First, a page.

When “Taken” returns to NBC this fall, it will look different from the series that premiered last season. Clive Standen will still play Bryan Mills, the ex-Green Beret with the very particular set of skills. But the faces around him will have changed.
Variety learned this week that six cast members will leave “Taken” ahead of season two. The move is part of an effort to creatively retool the drama under new showrunner Greg Plageman. It is also one of several made since May upfront presentations on returning shows. The flurry of changes reflects the effort that broadcasters are willing to exert to sustain returning series at a time when networks are taking a conservative approach to new programming.
On ABC, “Once Upon a Time” and “Quantico” are both undergoing radical casting and creative changes heading into the upcoming season. Both were bubble shows speculated to have been on the chopping block as schedules for next season were being assembled — as were “Taken” and CBS’ “Criminal Minds,” which is also undergoing casting changes.
Casting and showrunner changes are not unheard of in the weeks following upfronts. That span of time, before shooting begins on new episodes for fall, represents the last period in the calendar that creative changes can be made without impacting production. With shooting on most fall series not set to start for another two-three weeks, now is the time for changes to be made.
But the volume of casting changes made in recent weeks is higher than normal — especially the wholesale changes such as the ones at “Quantico” and “Taken,” where the showrunners and most of the supporting casts have been or are being replaced, and at “Once Upon a Time,” where former supporting characters will be stepping into the void left by the departure of former leads Jennifer Morrison and Ginnifer Goodwin.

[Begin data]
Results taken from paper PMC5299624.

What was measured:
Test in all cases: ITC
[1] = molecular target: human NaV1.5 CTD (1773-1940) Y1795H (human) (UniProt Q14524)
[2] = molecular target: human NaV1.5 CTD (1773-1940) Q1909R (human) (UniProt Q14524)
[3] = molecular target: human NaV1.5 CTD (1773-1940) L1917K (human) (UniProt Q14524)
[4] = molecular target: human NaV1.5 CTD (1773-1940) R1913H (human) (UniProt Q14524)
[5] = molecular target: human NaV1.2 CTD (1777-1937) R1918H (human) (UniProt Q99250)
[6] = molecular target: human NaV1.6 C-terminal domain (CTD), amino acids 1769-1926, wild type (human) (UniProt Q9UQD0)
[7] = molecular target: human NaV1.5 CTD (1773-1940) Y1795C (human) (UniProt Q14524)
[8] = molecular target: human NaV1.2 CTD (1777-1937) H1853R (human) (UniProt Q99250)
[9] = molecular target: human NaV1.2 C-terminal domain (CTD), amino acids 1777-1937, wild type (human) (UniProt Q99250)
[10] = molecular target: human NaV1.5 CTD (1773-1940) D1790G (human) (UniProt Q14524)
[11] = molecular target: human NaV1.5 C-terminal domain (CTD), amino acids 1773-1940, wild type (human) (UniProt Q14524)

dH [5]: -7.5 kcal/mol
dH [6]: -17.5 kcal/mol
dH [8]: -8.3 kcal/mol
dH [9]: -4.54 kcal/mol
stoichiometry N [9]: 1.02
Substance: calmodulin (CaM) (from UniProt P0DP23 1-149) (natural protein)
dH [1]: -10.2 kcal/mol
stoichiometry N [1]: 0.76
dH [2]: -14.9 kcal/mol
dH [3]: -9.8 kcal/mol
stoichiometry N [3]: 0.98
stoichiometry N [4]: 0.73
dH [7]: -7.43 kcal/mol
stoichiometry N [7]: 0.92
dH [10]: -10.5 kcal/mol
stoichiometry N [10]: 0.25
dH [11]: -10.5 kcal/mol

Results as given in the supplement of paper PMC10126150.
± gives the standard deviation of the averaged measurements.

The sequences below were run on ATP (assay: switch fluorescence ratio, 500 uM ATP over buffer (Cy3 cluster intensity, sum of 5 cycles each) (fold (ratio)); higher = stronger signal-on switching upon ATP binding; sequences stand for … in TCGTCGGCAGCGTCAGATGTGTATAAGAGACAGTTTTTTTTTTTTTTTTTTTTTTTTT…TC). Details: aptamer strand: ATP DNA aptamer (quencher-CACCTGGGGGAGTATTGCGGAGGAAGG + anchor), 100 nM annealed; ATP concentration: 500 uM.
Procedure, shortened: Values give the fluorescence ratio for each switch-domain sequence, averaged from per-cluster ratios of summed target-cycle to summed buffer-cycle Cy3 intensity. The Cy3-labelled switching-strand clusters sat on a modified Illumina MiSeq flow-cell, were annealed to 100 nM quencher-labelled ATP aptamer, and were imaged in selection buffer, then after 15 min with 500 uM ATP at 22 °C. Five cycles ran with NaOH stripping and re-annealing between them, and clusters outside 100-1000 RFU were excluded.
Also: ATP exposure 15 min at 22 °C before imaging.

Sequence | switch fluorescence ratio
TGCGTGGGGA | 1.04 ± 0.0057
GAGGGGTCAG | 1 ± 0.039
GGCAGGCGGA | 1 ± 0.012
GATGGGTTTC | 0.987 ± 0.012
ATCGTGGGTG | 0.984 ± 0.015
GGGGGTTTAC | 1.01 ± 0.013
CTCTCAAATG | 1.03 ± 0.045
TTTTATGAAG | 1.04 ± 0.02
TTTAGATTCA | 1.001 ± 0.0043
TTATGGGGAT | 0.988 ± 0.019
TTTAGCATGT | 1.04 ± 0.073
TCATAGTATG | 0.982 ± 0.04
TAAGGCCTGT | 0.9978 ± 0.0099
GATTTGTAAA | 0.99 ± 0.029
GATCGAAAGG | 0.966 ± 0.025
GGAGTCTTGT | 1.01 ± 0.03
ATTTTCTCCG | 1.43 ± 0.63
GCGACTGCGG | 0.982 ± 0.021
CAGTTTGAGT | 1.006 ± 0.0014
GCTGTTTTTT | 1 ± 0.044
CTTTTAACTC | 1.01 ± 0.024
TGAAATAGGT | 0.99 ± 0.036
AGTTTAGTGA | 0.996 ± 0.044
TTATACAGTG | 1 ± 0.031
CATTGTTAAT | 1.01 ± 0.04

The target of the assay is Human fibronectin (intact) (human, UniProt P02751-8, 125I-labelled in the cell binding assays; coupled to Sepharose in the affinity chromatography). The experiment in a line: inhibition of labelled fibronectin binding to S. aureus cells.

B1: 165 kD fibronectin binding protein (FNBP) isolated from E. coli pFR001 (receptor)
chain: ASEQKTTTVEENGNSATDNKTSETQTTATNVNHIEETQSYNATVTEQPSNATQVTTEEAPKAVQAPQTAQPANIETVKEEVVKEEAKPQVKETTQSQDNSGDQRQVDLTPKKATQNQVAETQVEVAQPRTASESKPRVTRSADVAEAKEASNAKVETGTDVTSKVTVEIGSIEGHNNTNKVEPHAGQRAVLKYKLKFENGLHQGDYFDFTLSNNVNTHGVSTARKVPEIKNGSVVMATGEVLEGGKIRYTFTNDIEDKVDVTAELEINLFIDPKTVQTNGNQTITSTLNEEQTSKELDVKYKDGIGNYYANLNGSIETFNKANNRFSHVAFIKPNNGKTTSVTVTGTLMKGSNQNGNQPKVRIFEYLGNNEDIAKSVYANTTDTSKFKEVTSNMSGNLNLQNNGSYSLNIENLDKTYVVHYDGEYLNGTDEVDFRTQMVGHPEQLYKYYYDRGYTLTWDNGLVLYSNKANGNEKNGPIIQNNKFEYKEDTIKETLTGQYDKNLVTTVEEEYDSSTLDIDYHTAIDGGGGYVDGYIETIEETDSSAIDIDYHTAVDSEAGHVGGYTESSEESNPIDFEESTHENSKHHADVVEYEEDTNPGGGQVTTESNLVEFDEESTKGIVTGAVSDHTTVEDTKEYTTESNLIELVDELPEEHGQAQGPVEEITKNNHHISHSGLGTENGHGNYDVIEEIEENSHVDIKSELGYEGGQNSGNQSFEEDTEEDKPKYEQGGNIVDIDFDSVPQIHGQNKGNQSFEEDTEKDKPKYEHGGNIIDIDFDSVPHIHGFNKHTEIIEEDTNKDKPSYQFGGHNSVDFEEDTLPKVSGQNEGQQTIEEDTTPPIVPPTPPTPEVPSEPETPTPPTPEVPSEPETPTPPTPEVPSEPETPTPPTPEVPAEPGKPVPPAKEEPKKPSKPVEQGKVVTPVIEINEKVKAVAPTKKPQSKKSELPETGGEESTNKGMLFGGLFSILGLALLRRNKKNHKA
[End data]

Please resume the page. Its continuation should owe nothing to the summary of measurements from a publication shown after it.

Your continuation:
“Taken” is an international co-production that represents a relatively low cost for NBCUniversal. “Quantico” is an ABC-owned series that performed solidly in its first season but saw its Nielsen live-plus-seven 18-49 demo rating fall 50% in its second season. Both shows perform well internationally, giving the networks that air them in the U.S. (and whose sister studios produce them) added incentive to keep them going — and to hope that creative changes might keep them viable long term.
“Once Upon a Time,” meanwhile, heads into its seventh season. As talent costs tend to balloon late in a show’s life, replacing much of the lead cast could help ABC, which produces the show, keep costs down.
At upfronts in May, broadcast networks displayed patience with even marginally performing current series, renewing many bubble shows and picking up fewer new series in the past.
“The business is clearly changing,” Warner Bros. Television Group president Peter Roth told Variety last month. “It’s a natural instinct to be a little bit more cautious.”
That caution, however, does not mean standing in place creatively on returning series. Programmers are hoping that changes made now can reinvigorate series and keep them on long term.